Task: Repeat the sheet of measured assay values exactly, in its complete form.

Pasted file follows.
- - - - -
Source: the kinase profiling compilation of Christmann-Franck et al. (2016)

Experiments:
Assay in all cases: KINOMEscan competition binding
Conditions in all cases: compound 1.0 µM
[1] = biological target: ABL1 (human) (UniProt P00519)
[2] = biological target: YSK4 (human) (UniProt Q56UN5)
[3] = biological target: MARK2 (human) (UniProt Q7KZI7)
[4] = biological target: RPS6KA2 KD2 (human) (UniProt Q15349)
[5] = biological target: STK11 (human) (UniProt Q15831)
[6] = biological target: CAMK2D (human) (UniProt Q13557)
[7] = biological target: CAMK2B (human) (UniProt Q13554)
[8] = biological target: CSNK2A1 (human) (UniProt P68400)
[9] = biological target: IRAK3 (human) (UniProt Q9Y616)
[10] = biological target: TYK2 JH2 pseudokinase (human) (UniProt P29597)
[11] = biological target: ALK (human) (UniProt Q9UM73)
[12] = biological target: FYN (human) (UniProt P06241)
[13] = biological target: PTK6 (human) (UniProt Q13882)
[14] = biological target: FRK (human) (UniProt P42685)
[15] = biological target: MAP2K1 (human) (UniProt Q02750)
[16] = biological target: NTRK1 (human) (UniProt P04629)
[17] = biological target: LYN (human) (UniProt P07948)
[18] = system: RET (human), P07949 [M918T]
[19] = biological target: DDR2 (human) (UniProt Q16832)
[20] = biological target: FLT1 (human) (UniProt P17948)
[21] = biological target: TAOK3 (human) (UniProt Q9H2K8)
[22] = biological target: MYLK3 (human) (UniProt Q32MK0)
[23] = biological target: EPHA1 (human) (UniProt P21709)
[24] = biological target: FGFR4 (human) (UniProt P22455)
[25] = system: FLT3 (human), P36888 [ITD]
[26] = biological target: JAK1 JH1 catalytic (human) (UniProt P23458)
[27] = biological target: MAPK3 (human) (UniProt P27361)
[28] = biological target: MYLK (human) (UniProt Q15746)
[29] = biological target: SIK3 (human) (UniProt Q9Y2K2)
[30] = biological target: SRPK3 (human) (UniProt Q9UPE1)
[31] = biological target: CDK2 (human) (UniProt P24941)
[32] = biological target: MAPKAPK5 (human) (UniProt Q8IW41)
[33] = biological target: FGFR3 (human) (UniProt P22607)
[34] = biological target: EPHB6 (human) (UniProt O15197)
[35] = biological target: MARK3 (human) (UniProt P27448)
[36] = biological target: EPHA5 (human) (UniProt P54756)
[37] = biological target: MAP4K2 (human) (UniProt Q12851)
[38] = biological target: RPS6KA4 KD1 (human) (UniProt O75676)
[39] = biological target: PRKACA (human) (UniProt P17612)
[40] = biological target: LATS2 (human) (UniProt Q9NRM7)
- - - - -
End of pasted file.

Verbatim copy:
Source: the kinase profiling compilation of Christmann-Franck et al. (2016)

Experiments:
Assay in all cases: KINOMEscan competition binding
Conditions in all cases: compound 1.0 µM
[1] = biological target: ABL1 (human) (UniProt P00519)
[2] = biological target: YSK4 (human) (UniProt Q56UN5)
[3] = biological target: MARK2 (human) (UniProt Q7KZI7)
[4] = biological target: RPS6KA2 KD2 (human) (UniProt Q15349)
[5] = biological target: STK11 (human) (UniProt Q15831)
[6] = biological target: CAMK2D (human) (UniProt Q13557)
[7] = biological target: CAMK2B (human) (UniProt Q13554)
[8] = biological target: CSNK2A1 (human) (UniProt P68400)
[9] = biological target: IRAK3 (human) (UniProt Q9Y616)
[10] = biological target: TYK2 JH2 pseudokinase (human) (UniProt P29597)
[11] = biological target: ALK (human) (UniProt Q9UM73)
[12] = biological target: FYN (human) (UniProt P06241)
[13] = biological target: PTK6 (human) (UniProt Q13882)
[14] = biological target: FRK (human) (UniProt P42685)
[15] = biological target: MAP2K1 (human) (UniProt Q02750)
[16] = biological target: NTRK1 (human) (UniProt P04629)
[17] = biological target: LYN (human) (UniProt P07948)
[18] = system: RET (human), P07949 [M918T]
[19] = biological target: DDR2 (human) (UniProt Q16832)
[20] = biological target: FLT1 (human) (UniProt P17948)
[21] = biological target: TAOK3 (human) (UniProt Q9H2K8)
[22] = biological target: MYLK3 (human) (UniProt Q32MK0)
[23] = biological target: EPHA1 (human) (UniProt P21709)
[24] = biological target: FGFR4 (human) (UniProt P22455)
[25] = system: FLT3 (human), P36888 [ITD]
[26] = biological target: JAK1 JH1 catalytic (human) (UniProt P23458)
[27] = biological target: MAPK3 (human) (UniProt P27361)
[28] = biological target: MYLK (human) (UniProt Q15746)
[29] = biological target: SIK3 (human) (UniProt Q9Y2K2)
[30] = biological target: SRPK3 (human) (UniProt Q9UPE1)
[31] = biological target: CDK2 (human) (UniProt P24941)
[32] = biological target: MAPKAPK5 (human) (UniProt Q8IW41)
[33] = biological target: FGFR3 (human) (UniProt P22607)
[34] = biological target: EPHB6 (human) (UniProt O15197)
[35] = biological target: MARK3 (human) (UniProt P27448)
[36] = biological target: EPHA5 (human) (UniProt P54756)
[37] = biological target: MAP4K2 (human) (UniProt Q12851)
[38] = biological target: RPS6KA4 KD1 (human) (UniProt O75676)
[39] = biological target: PRKACA (human) (UniProt P17612)
[40] = biological target: LATS2 (human) (UniProt Q9NRM7)